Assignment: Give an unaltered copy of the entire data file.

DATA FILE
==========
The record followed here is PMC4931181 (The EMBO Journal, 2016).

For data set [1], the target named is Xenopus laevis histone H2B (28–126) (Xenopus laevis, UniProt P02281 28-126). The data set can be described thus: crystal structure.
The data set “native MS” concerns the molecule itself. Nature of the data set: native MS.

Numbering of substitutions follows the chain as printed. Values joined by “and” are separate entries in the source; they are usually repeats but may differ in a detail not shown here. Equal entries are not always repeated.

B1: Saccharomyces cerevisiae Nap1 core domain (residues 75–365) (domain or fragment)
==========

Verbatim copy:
The record followed here is PMC4931181 (The EMBO Journal, 2016).

For data set [1], the target named is Xenopus laevis histone H2B (28–126) (Xenopus laevis, UniProt P02281 28-126). The data set can be described thus: crystal structure.
The data set “native MS” concerns the molecule itself. Nature of the data set: native MS.

Numbering of substitutions follows the chain as printed. Values joined by “and” are separate entries in the source; they are usually repeats but may differ in a detail not shown here. Equal entries are not always repeated.

B1: Saccharomyces cerevisiae Nap1 core domain (residues 75–365) (domain or fragment)